Anxiety has further gripped post-Soviet states in recent months, with the recent 35 per cent slump in the Azerbaijan manat and a 34 per cent devaluation in Turkmenistan, often considered the economy with the least direct exposure to Russia. Concerns are spreading in Kazakhstan of an additional devaluation of the tenge (following last year’s 20 per cent decline) amid calls for early presidential elections. Read more
Pressure for a devaluation of Kazakhstan’s beleaguered currency is building as the country adjusts to weaker oil prices and a crumbling Russian rouble, analysts said.
Futures markets are pricing in a sharp depreciation, with the 6-month forward contract trading at over 225 tenge per US dollar – almost 40 tenge above the official fluctuation corridor of 170 to 188 tenge per US dollar. The 12-month contract changes hands at 240 tenge per US dollar.
The mounting pressure on the tenge is echoed in other oil-rich post-Soviet states. Azerbaijan is planning to abandon its currency peg to the dollar as the oil price tumble strains its energy-dependent economy, the central bank governor told the Financial Times. Read more
As anyone who has tried to drive across Almaty at 6pm knows, Kazakhstan’s financial capital is no sleepy city on the steppe.
Car ownership in Almaty city and the surrounding region has soared on the back of Kazakhstan’s growing oil wealth, rising from 617,000 in 2007 to 936,000 in 2011. At rush hour, police regulate the number of vehicles entering the city and traffic on the glitzy Al-Farabi avenue grinds to a halt.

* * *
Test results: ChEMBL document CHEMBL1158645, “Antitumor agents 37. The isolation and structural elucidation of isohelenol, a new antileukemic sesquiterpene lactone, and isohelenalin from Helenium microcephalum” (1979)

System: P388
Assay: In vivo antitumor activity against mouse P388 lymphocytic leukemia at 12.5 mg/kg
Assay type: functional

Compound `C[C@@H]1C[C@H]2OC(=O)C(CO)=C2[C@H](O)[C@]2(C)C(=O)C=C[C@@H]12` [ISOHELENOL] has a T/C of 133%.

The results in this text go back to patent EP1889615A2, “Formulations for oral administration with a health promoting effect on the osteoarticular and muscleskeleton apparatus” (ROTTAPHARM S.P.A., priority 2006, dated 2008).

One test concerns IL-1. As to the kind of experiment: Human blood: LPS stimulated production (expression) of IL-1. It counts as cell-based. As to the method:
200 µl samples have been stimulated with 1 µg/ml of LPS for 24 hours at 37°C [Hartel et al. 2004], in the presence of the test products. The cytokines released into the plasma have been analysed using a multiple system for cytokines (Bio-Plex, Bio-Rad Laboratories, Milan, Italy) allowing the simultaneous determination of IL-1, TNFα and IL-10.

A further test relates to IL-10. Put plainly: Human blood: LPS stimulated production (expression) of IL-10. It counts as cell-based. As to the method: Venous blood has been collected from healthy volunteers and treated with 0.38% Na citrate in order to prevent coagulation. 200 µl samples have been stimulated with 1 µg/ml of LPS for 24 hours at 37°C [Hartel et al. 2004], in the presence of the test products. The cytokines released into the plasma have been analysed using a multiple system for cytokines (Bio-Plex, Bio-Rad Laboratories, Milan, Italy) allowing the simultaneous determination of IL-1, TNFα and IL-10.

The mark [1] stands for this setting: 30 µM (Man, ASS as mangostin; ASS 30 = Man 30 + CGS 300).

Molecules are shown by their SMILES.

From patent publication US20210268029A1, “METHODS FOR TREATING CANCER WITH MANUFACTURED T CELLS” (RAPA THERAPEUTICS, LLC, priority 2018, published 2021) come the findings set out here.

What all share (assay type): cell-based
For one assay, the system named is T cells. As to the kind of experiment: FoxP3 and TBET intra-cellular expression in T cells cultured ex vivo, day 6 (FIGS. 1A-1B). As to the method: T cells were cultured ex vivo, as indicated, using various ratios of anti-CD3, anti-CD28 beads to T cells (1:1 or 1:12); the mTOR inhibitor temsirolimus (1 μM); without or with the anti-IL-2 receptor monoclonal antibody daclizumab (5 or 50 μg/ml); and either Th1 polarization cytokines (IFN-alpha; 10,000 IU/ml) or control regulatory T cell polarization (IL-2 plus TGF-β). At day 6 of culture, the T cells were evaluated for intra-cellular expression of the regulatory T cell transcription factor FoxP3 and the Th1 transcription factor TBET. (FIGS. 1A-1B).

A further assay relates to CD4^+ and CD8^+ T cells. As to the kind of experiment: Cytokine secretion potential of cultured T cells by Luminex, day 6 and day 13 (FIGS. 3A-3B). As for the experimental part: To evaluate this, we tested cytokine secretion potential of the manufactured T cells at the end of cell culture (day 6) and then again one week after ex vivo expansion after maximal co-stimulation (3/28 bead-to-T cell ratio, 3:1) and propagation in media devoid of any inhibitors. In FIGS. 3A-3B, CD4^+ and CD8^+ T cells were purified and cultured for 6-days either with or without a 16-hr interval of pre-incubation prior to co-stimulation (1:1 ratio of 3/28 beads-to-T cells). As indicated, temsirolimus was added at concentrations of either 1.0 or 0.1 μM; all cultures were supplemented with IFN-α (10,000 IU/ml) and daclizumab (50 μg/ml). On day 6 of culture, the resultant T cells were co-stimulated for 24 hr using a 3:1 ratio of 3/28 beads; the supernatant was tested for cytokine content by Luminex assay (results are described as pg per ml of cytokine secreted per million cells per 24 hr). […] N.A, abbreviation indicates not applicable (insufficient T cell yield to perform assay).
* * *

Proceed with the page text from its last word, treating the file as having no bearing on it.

On Tuesday the Kazakh government will attempt to address the gridlock, launching a roadshow in London for tender to build a ring road around the city. Read more
By Gavin Bowring, Asean Confidential
Kazakhstan announced last week a major government reshuffle, streamlining its ministries from 17 to 12. Most significant was the creation of a new Ministry of National Economy, merging a number of different agencies and oversight bodies under one roof to improve efficiency, and a revamped Ministry of Energy that follows President Nazarbayev’s reported criticism of the country’s energy sector as being “in disarray”. Read more
“When eating an elephant, take one bite at a time”, US Army officer and Vietnam veteran Creighton Abrams once said.